(i.e. case_sensitive=False has a bug in v7.0, in that it incorrectly returns a lowercased value instead of the matching choice value)

Realistically, most callers using case_sensitive=True are probably, like me, passing in a list of lowercase strings and would see no change.

Making the new behavior in #1278 the only behavior would almost definitely make click better to use long-term. Changing the default behavior strikes me as better than adding another option with conditional/nuanced behavior.

I want to just change it in v7.1 and field any complaints. But if we do that and someone is relying on the lowercasing and gets broken, I'm sure I'll catch some grief for taking that stance...

@altendky

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commented Apr 24, 2019

@sirosen, I can certainly make another PR to implement the 'fix' rather than the 'feature addition' in #1278. For the people banking on the forced lowercase result I guess they would get whatever misc failures in their code and the fix would be option_value = option_value.lower() (or, .casefold() perhaps if py3). An option to do that in Click itself would of course be easy but it seems it wouldn't add much value and would probably just be a generic post-proc to allow for choosing lower vs casefold vs... ?? who knows. I suppose the value in having it in Click is in reuse of defined options (I do this a good bit, x_option = click.Option('--x') then @x_option on multiple commands). Or, perhaps Click already has such a feature? I honestly am not familiar with the possible modifiers.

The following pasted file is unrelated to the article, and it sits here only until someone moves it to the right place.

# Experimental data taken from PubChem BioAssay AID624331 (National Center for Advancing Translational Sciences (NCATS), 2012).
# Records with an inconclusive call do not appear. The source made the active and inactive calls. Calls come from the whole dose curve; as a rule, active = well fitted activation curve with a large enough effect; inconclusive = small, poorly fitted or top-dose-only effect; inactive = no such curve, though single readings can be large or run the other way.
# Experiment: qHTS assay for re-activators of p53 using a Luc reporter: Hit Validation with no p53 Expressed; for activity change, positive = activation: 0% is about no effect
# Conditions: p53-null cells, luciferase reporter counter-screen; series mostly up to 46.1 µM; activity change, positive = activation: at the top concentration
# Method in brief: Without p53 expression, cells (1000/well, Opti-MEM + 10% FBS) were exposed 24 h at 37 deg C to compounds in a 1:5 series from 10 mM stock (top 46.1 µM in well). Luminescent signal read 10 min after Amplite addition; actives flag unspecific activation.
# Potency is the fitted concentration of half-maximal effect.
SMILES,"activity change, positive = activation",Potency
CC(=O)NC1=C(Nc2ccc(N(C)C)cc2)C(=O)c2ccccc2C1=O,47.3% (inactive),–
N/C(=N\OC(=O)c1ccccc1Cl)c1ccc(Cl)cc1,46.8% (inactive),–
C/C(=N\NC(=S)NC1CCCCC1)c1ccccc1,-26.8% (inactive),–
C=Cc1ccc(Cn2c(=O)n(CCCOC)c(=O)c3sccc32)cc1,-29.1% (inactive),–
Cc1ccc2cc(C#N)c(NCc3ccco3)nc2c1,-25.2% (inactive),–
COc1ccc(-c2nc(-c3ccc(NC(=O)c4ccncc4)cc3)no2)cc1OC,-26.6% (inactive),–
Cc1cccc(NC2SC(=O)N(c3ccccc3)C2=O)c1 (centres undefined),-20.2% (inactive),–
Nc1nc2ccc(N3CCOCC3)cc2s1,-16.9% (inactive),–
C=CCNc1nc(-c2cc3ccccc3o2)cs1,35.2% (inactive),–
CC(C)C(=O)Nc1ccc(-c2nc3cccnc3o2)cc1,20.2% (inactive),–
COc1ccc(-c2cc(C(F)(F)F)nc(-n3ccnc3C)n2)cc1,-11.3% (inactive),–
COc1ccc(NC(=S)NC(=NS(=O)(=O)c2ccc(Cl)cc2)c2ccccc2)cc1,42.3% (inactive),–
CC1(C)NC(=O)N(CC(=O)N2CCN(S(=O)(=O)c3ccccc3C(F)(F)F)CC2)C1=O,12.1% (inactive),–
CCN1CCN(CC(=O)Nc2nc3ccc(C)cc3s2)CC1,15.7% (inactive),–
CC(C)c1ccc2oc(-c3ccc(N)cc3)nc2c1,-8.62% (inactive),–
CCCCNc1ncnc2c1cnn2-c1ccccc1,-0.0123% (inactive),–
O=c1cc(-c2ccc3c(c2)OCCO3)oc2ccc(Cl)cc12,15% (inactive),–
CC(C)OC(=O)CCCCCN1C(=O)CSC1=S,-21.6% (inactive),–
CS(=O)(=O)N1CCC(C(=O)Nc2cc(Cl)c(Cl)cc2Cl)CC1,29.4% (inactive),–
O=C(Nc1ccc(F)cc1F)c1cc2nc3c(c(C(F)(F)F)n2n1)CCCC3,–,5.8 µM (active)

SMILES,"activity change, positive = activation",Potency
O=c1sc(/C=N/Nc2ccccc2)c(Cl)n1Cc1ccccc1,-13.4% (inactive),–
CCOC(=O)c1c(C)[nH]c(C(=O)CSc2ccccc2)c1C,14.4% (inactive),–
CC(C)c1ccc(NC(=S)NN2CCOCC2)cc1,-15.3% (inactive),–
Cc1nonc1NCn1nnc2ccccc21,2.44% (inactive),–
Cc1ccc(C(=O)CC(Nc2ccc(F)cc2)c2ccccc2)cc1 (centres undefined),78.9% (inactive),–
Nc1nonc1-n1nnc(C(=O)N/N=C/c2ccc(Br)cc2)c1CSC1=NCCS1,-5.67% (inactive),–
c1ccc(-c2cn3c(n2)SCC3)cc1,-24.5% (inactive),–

No rush on this on my behalf. I've got my workaround in place for now and can remove it whenever.

@sirosen

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commented Apr 24, 2019

Or, perhaps Click already has such a feature? I honestly am not familiar with the possible modifiers.

The best path on that sort of thing is to define a specialized decorator which applies your option with desired params. The callback parameter lets you do post-processing pretty cleanly:

def common_options(cmd):
    def _lower_callback(ctx, param, value):
        if value is None:
            return value
        else:
            return value.lower()

    cmd = click.option('--x', callback=_lower_callback)(cmd)
    cmd = click.option('--foo', callback=_lower_callback)(cmd)
    return cmd

If you're comfortable with letting this wait around a little, I'd like to hear someone else's input (e.g. @davidism if he can spare the time) on whether or not it's okay to simply change the behavior and say it was unspecified in 7.0 and will be specified in 7.1 .